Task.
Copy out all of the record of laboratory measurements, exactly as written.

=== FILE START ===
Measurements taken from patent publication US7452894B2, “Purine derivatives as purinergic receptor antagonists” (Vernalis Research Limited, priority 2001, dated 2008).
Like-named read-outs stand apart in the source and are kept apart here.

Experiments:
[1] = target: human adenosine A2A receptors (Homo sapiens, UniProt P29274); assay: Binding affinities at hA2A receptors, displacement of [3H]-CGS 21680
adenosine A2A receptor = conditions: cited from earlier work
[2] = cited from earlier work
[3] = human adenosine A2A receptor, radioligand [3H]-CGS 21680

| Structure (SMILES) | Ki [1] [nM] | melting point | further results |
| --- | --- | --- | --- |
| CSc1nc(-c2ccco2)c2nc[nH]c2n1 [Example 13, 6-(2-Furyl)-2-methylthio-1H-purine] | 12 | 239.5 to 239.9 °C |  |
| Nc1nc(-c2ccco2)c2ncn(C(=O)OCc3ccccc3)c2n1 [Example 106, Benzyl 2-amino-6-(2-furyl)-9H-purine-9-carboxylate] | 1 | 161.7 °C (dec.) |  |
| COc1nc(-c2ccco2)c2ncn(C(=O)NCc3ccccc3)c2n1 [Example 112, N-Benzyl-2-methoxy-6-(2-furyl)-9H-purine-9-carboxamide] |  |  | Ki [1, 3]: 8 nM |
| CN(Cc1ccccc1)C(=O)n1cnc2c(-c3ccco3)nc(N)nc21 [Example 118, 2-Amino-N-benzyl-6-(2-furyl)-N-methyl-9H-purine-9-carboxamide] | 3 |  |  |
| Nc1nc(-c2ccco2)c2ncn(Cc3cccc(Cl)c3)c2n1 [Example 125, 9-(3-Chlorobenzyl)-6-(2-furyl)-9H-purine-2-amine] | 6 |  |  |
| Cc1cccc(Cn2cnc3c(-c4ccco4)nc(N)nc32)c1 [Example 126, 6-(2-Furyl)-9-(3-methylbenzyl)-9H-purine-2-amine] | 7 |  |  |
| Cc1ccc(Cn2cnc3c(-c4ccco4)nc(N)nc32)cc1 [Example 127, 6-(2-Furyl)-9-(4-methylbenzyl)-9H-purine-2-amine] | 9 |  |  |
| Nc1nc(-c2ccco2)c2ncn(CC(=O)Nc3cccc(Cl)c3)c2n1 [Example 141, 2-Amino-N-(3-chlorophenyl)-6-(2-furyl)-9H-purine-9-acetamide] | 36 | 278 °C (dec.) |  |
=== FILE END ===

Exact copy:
Measurements taken from patent publication US7452894B2, “Purine derivatives as purinergic receptor antagonists” (Vernalis Research Limited, priority 2001, dated 2008).
Like-named read-outs stand apart in the source and are kept apart here.

Experiments:
[1] = target: human adenosine A2A receptors (Homo sapiens, UniProt P29274); assay: Binding affinities at hA2A receptors, displacement of [3H]-CGS 21680
adenosine A2A receptor = conditions: cited from earlier work
[2] = cited from earlier work
[3] = human adenosine A2A receptor, radioligand [3H]-CGS 21680

| Structure (SMILES) | Ki [1] [nM] | melting point | further results |
| --- | --- | --- | --- |
| CSc1nc(-c2ccco2)c2nc[nH]c2n1 [Example 13, 6-(2-Furyl)-2-methylthio-1H-purine] | 12 | 239.5 to 239.9 °C |  |
| Nc1nc(-c2ccco2)c2ncn(C(=O)OCc3ccccc3)c2n1 [Example 106, Benzyl 2-amino-6-(2-furyl)-9H-purine-9-carboxylate] | 1 | 161.7 °C (dec.) |  |
| COc1nc(-c2ccco2)c2ncn(C(=O)NCc3ccccc3)c2n1 [Example 112, N-Benzyl-2-methoxy-6-(2-furyl)-9H-purine-9-carboxamide] |  |  | Ki [1, 3]: 8 nM |
| CN(Cc1ccccc1)C(=O)n1cnc2c(-c3ccco3)nc(N)nc21 [Example 118, 2-Amino-N-benzyl-6-(2-furyl)-N-methyl-9H-purine-9-carboxamide] | 3 |  |  |
| Nc1nc(-c2ccco2)c2ncn(Cc3cccc(Cl)c3)c2n1 [Example 125, 9-(3-Chlorobenzyl)-6-(2-furyl)-9H-purine-2-amine] | 6 |  |  |
| Cc1cccc(Cn2cnc3c(-c4ccco4)nc(N)nc32)c1 [Example 126, 6-(2-Furyl)-9-(3-methylbenzyl)-9H-purine-2-amine] | 7 |  |  |
| Cc1ccc(Cn2cnc3c(-c4ccco4)nc(N)nc32)cc1 [Example 127, 6-(2-Furyl)-9-(4-methylbenzyl)-9H-purine-2-amine] | 9 |  |  |
| Nc1nc(-c2ccco2)c2ncn(CC(=O)Nc3cccc(Cl)c3)c2n1 [Example 141, 2-Amino-N-(3-chlorophenyl)-6-(2-furyl)-9H-purine-9-acetamide] | 36 | 278 °C (dec.) |  |